Testing the Effectiveness of Healthy Families America: Outcomes and Cost-Benefits of the Healthy Families Oregon Program

Status: complete

Research Purpose: This project is a large-scale randomized study of the Healthy Families Oregon program, designed to examine the effects of HFO on substantiated maltreatment rates. In addition, the project includes detailed cost-benefit analysis of HFO to examine program and child welfare system costs. Furthermore, through this project NPC will develop and disseminate a framework and tool for supporting cost-benefit studies of child abuse and neglect prevention programs.  Healthy Start is a home visiting program based on the Healthy Families America program model, providing services to first time parents at higher risk for child welfare involvement.

Project Design: The project involves random assignment of eligible families in seven counties to either receive HFO services (1,000 families) or community services as usual (1,000 families). Random assignment takes place after screening is completed (at birth), eligibility is assessed, and families indicate they are interested in HFO if a slot is available. Each family will be tracked for two years; data sources include administrative maltreatment records; measures collected by HFO home visitors on parenting stress, home environment, child development, and family risk; and data on dosage and fidelity.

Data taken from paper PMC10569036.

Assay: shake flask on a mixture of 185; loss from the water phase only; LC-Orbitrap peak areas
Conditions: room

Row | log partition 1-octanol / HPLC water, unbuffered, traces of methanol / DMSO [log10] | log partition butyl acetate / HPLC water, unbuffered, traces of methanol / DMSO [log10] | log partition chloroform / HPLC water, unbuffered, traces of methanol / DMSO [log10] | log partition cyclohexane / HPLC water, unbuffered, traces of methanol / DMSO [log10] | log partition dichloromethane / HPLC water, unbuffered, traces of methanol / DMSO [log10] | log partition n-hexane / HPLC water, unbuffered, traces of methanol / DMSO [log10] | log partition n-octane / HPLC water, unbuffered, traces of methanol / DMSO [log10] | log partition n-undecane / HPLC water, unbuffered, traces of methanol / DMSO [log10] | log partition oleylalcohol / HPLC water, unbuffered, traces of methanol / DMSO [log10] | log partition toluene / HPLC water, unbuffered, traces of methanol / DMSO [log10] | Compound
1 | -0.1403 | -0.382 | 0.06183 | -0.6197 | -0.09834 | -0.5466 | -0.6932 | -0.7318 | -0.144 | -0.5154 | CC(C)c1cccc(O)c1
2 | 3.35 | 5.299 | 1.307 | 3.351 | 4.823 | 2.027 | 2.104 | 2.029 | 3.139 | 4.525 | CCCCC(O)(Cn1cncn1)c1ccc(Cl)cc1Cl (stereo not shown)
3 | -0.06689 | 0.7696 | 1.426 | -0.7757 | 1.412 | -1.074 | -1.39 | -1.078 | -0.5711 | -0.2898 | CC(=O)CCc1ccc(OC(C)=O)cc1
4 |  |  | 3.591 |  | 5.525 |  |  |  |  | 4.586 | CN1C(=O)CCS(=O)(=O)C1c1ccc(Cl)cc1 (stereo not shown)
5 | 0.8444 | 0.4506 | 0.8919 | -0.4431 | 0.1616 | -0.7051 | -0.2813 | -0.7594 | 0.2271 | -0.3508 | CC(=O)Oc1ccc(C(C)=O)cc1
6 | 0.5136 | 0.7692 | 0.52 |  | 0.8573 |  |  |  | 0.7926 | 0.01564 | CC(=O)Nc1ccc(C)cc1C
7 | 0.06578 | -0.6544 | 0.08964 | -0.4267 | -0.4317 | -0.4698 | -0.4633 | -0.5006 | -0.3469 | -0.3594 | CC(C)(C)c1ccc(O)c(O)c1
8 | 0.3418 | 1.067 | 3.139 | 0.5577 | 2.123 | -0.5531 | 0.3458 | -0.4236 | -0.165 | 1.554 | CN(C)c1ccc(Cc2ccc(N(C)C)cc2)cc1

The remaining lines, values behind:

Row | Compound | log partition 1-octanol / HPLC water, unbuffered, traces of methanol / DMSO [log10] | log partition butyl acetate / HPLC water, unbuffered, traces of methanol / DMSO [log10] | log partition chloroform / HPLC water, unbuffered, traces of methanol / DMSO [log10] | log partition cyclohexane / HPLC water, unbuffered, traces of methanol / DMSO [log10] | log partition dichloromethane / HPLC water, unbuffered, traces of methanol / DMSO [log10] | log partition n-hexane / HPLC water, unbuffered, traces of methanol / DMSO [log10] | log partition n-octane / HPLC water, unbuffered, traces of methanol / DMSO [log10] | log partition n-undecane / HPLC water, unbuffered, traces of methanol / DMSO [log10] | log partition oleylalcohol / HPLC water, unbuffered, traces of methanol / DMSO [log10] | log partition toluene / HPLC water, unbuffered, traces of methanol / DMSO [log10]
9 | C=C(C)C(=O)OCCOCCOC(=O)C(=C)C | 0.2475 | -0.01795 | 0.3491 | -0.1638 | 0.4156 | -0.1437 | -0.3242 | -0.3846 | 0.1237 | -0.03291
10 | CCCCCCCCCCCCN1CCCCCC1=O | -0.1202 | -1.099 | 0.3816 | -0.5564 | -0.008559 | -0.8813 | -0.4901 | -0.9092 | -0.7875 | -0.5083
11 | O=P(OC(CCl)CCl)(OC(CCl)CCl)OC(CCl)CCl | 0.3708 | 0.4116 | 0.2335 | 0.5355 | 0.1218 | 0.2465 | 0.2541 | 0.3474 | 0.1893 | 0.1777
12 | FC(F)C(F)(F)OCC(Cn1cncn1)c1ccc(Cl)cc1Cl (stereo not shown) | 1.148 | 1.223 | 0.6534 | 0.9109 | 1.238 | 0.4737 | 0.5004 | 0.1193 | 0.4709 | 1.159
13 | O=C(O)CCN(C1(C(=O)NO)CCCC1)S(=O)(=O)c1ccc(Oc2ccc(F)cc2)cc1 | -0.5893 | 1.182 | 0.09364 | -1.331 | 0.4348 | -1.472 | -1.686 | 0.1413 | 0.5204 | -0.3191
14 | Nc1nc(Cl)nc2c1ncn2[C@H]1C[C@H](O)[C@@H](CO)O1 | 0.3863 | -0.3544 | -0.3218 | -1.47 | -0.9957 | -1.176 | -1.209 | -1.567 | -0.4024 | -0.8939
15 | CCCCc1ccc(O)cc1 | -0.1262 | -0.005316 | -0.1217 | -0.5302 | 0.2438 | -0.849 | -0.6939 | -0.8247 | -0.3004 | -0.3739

Funding Source: United States Department of Human Services, Administration for Children and Families, Children’s Bureau.

Start Date: November 2009

Project Team

Principal Investigator

Beth Green, Ph.D.

Project Director

Jerod Tarte, M.A.

Project Staff

Mark Waller, B.A.

Mary Beth Sanders, B.S.